http://www.ehow.com/about_5623553_male-versus-female-teachers.html

Friday, February 17, 2012

Fake Books

Here is another list I came across, naming 16 fake books that are mentioned in real books that we wish were real.  I only recognized these three but link over to see if you know the other 13.  I wanna read these fake books!


The Princess Bride by S. Morgenstern, in The Princess Bride by William Goldman

Voyages with Vampires by Gilderoy Lockhart, in Harry Potter and the Chamber of Secrets by J.K. Rowling

“The Murder of Gonzago” in Hamlet by William Shakespeare


http://flavorwire.com/222014/fake-books-from-fiction-that-we-wish-we-could-read#more-222014

Saturday, February 11, 2012

Kindergarten Has Changed

Here's an article I ran across that caught my eye. I have an up and coming kindergartener who has to start a year later due to his birthday which is a few weeks after school starts.  In Arizona he could have started as long as his birthday is by Christmas but here in Utah, it has to be by the first day of school.  It's frustrating because he is ready now. I think kinder can definitely use some reform.  I was interested also in this article of what they called "Preppie Kindergarten."


There was a study done by "92 examiners conducted 40-minute one-on-one assessments with 1,287 children ages 3–6 at 56 public and private schools in 23 states." Here are more excerpts I found interesting.


Kids Haven’t Changed; Kindergarten Has

Laura Pappano, Harvard Education LetterSeptember/October 2010

Volume 26, Number 5
September/October 2010

"...Although the study shows children have the same developmental schedule they always have, Jerlean E. Daniel, executive director of the National Association for the Education of Young Children, says findings in recent years about the value of one-on-one conversations to early literacy, and music and patterns to math concepts, have added to the understanding of how children develop cognitively. Nonetheless, says Daniel, kindergarten has become more rigid and pressured. “Above all, young children need time—time to manipulate objects and ideas, time to make the information their own,” says Daniel. The Gesell study, she says, “is a resource to people who want to find greater balance in kindergarten.”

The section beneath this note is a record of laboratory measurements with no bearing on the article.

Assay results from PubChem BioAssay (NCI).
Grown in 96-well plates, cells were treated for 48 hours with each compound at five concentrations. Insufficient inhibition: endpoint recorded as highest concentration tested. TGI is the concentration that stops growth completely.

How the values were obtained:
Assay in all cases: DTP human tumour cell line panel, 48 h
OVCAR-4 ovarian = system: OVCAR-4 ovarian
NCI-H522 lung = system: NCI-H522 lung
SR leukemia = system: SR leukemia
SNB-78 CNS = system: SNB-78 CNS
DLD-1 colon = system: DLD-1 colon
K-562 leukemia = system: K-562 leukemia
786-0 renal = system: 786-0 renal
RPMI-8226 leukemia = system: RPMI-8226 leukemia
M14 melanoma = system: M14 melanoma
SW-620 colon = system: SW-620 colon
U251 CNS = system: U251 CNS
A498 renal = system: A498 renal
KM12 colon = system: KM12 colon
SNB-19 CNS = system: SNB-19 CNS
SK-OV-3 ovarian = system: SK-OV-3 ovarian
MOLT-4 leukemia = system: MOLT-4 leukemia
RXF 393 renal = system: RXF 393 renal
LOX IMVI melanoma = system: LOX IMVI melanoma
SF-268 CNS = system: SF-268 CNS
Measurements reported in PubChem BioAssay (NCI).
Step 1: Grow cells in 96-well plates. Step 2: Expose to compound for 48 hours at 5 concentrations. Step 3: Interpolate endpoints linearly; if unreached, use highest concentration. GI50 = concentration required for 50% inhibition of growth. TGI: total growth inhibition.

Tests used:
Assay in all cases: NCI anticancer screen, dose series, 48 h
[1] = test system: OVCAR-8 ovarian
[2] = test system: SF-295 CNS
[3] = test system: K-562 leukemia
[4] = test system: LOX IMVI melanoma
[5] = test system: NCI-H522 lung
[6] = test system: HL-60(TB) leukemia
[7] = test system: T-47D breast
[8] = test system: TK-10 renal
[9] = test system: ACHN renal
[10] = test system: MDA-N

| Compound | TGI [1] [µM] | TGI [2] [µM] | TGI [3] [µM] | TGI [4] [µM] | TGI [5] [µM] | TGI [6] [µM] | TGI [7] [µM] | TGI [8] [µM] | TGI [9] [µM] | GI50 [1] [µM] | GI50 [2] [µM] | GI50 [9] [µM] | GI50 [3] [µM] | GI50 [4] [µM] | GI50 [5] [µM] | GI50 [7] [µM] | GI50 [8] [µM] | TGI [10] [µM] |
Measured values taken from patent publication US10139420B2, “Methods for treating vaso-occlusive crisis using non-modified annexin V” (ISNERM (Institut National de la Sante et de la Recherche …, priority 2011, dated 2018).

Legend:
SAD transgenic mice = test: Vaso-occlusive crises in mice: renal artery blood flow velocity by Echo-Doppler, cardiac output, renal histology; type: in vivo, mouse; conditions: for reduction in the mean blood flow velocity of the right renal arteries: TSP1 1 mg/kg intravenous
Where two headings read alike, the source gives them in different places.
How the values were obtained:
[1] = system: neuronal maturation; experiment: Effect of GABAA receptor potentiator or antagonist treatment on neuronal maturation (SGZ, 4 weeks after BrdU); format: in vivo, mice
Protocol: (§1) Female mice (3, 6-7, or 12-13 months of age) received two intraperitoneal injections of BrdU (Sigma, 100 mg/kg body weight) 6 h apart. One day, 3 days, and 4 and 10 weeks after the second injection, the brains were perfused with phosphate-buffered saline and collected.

What’s tricky, says Guddemi, is that children can be trained to perform tasks (called “splinter skills”), such as writing names or counting. But just because “April” can pen her name doesn’t mean she can perceive letters with oblique angles. “You can train them, but the knowledge and understanding—the true learning—has not happened,” she says. “Our country has this hang up that if the child can perform, that they know.”

Guddemi worries that many kindergarteners are facing work inappropriate to their developmental abilities. For example, Gesell study results, compiled by the non-profit Mid-continent Research for Education and Learning (McREL) in Denver, CO, show that children at age 4 1/2 know and recognize 12 letters (no letter is more popular than another). For a child on the younger side in kindergarten, Guddemi says, the mismatch is jarring: “Day One they are going to be hit with the [entire] alphabet.” Drilling students on the alphabet is a much different strategy for increasing literacy skills than exposing students to vocabulary-rich conversations, she says. (See “Small Kids, Big Words ,” Harvard Education Letter, May/June 2008.) 

The perception that “more input is always better,” may be misguided, agrees David Daniel, psychology professor at James Madison University and managing editor of the journalMind, Brain, and Education. “The four-year-old has a four-year-old brain and a six-year-old has a six-year-old brain. There are certain things connecting in a six-year-old brain that are still being worked on in the four-year-old brain,” he says. Serious academics in kindergarten? “They can be teaching it,” says Daniel, “but the question is: Is the child learning it?”


The New Kindergarten
Elise Goodhue’s kindergarten classroom at the Fair Haven School in New Haven, Conn., does not have lofts or pillows. Children sit at tables; print is everywhere. A fourth year teacher, Goodhue says her classroom is different from the one she attended as a student in 1988. “When I was in kindergarten, I had the drama center and the sand table,” she says. “Now it’s a lot more instruction.”

While Goodhue says some are not ready—one child a few years ago regularly slept through the afternoons—she doesn’t see a choice. “To meet the expectations for first grade, kindergarten has to be like this,” she says, explaining that, among other skills, students entering first grade must be able to speak and write in complete sentences, read independently, and be able to retell and comprehend what they read. There is much to accomplish, but Goodhue includes physical breaks, at one point gathering students on the rug for the “Months-of-the-Year Macarena.”